The UK government has recently introduced the Data Protection and Digital Information Bill, which seeks to replace the current Data Protection Act 2018 and modernise data protection laws to suit the UK’s needs. The new legislation aims to reduce costs and burdens for UK businesses and charities, cut the number of repetitive data collection pop-ups online, and remove barriers to international trade.
The proposed bill will maintain the UK’s high standards for data protection and privacy while moving away from the one-size-fits-all approach of the European Union’s General Data Protection Regulation (GDPR). The government claims that a new UK version of the GDPR will introduce a simple, clear, and business-friendly framework that will not be difficult or costly to implement.
The bill will also ensure that the UK’s new regime maintains data adequacy with the EU allowing for wider international confidence in the UK’s comprehensive data protection standards. It will also reduce the amount of paperwork organisations need to complete to demonstrate compliance, and support international trade, without creating extra costs for businesses, providing they are already compliant with the current data regulations.
One of the key features of the new bill is that it will provide organisations with greater confidence about when they can process personal data without consent. This is expected to increase public and business confidence in AI technologies by giving clarity to the circumstances when robust safeguards apply to automated decision-making.
In the modern, online world, data is seen as being fundamental to fuelling economic growth in all areas of society, from unlocking medical breakthroughs to helping people travel, manage their finances, and shop online. The government’s figures state that data-driven trade generated 85% of the UK’s total service exports and contributed an estimated £259 billion to the economy in 2021.
The government claims that the improved bill could unlock £4.7 billion in savings for the UK economy over the next 10 years, maintain the UK’s internationally renowned data protection standards, and enable businesses to continue to trade freely with global partners, including the EU.
Alongside these new changes, the bill is set to increase fines for nuisance calls and texts to be either up to 4% of global turnover or £17.5 million, whichever is greater. It also aims to reduce the number of consent pop-ups people see online, which allow websites to collect data about an individual’s visit.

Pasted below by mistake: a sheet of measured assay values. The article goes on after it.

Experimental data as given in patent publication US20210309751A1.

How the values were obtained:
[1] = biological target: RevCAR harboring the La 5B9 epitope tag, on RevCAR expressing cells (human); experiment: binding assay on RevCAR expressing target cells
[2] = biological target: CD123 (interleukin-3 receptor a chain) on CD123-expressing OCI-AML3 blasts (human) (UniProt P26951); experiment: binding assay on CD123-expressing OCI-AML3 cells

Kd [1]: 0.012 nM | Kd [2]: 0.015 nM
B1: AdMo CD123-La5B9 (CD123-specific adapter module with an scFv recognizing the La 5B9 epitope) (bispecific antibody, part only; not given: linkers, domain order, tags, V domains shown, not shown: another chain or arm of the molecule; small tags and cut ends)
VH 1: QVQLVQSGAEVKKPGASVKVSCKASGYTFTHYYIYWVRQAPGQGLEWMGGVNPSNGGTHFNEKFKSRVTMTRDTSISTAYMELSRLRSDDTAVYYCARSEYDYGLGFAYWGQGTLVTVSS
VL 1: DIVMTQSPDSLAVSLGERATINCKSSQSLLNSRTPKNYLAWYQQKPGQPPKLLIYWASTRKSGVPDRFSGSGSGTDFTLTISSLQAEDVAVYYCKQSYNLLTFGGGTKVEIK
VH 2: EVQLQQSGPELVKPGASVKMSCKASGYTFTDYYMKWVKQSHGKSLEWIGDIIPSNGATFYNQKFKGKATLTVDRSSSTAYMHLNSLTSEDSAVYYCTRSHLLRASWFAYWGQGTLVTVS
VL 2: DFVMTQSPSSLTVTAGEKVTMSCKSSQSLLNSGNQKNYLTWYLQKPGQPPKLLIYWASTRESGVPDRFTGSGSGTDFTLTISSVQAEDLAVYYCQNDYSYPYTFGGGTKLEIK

In addition, the bill will also establish a framework for the use of trusted and secure digital verification services, which allow people to prove their identity digitally. The measures will allow customers to create certified digital identities that make it easier and quicker for people to prove things about themselves in the digital realm.
The bill is also set to strengthen the Information Commissioner’s Office (ICO) through the creation of a statutory board with a chair and chief executive, so it can remain a world-leading, independent data regulator and better support organisations to comply with data regulation.
The recent bill has notes that current data laws are unclear on how scientists can process personal data for research purposes, which, it is claimed, holds them back from completing vital research that can improve people’s lives.
The new bill has, therefore, updated the definition of scientific research to clarify that commercial organisations will also benefit from the same freedoms as academics to carry out innovative scientific research.
Overall, the Data Protection and Digital Information Bill has been widely praised as a much-needed update to UK data protection laws. Experts have lauded its aims to simplify and streamline regulations, reduce the burden on businesses and charities, and provide greater clarity and flexibility for organisations to comply with the new data laws. The UK government claims that it will strengthen the UK’s position as a world leader in data protection and privacy and ensure that privacy and data protection are securely protected.
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